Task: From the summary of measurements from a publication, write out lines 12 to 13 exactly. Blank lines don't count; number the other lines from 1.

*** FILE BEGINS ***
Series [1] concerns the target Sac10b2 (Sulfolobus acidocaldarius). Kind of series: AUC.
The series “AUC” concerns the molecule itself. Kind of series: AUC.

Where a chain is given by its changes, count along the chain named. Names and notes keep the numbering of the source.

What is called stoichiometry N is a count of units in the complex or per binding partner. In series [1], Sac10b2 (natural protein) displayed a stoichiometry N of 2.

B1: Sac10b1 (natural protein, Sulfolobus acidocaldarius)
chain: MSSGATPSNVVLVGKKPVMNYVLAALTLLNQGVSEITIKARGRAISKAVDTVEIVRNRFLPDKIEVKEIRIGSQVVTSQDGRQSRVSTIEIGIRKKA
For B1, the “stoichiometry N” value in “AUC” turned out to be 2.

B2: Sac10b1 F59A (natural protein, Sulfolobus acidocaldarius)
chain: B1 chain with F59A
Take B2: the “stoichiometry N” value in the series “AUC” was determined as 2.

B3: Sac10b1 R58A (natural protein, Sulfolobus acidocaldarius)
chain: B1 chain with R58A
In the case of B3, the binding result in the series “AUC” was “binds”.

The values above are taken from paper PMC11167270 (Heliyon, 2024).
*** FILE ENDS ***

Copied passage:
chain: B1 chain with R58A
In the case of B3, the binding result in the series “AUC” was “binds”.